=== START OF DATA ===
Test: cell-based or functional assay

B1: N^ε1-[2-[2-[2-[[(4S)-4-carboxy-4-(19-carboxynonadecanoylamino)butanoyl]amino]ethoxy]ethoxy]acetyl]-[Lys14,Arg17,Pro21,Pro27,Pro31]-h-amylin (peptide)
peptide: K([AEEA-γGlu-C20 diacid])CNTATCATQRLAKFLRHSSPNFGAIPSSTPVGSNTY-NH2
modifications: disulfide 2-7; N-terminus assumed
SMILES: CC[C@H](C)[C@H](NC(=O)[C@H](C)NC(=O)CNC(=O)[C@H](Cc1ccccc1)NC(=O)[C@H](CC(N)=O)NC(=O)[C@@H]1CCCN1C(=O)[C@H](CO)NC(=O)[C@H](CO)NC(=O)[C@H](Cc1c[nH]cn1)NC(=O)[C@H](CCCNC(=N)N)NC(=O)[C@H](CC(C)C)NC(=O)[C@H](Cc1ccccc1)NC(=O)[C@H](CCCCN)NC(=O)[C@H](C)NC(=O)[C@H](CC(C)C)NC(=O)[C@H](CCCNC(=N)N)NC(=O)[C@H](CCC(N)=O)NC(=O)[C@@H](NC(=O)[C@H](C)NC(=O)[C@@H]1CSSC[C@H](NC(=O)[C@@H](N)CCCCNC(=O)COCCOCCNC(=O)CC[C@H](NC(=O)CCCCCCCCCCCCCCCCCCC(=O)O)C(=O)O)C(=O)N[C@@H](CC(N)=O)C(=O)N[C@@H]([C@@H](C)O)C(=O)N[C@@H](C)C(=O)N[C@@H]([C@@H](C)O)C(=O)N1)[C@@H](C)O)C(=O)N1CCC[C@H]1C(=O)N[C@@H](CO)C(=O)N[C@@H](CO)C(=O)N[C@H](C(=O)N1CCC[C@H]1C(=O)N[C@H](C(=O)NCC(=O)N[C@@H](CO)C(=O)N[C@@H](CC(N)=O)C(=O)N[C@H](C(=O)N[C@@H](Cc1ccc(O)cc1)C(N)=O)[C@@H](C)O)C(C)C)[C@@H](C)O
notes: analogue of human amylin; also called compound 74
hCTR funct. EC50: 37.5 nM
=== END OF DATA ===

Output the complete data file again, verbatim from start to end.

Test: cell-based or functional assay

B1: N^ε1-[2-[2-[2-[[(4S)-4-carboxy-4-(19-carboxynonadecanoylamino)butanoyl]amino]ethoxy]ethoxy]acetyl]-[Lys14,Arg17,Pro21,Pro27,Pro31]-h-amylin (peptide)
peptide: K([AEEA-γGlu-C20 diacid])CNTATCATQRLAKFLRHSSPNFGAIPSSTPVGSNTY-NH2
modifications: disulfide 2-7; N-terminus assumed
SMILES: CC[C@H](C)[C@H](NC(=O)[C@H](C)NC(=O)CNC(=O)[C@H](Cc1ccccc1)NC(=O)[C@H](CC(N)=O)NC(=O)[C@@H]1CCCN1C(=O)[C@H](CO)NC(=O)[C@H](CO)NC(=O)[C@H](Cc1c[nH]cn1)NC(=O)[C@H](CCCNC(=N)N)NC(=O)[C@H](CC(C)C)NC(=O)[C@H](Cc1ccccc1)NC(=O)[C@H](CCCCN)NC(=O)[C@H](C)NC(=O)[C@H](CC(C)C)NC(=O)[C@H](CCCNC(=N)N)NC(=O)[C@H](CCC(N)=O)NC(=O)[C@@H](NC(=O)[C@H](C)NC(=O)[C@@H]1CSSC[C@H](NC(=O)[C@@H](N)CCCCNC(=O)COCCOCCNC(=O)CC[C@H](NC(=O)CCCCCCCCCCCCCCCCCCC(=O)O)C(=O)O)C(=O)N[C@@H](CC(N)=O)C(=O)N[C@@H]([C@@H](C)O)C(=O)N[C@@H](C)C(=O)N[C@@H]([C@@H](C)O)C(=O)N1)[C@@H](C)O)C(=O)N1CCC[C@H]1C(=O)N[C@@H](CO)C(=O)N[C@@H](CO)C(=O)N[C@H](C(=O)N1CCC[C@H]1C(=O)N[C@H](C(=O)NCC(=O)N[C@@H](CO)C(=O)N[C@@H](CC(N)=O)C(=O)N[C@H](C(=O)N[C@@H](Cc1ccc(O)cc1)C(N)=O)[C@@H](C)O)C(C)C)[C@@H](C)O
notes: analogue of human amylin; also called compound 74
hCTR funct. EC50: 37.5 nM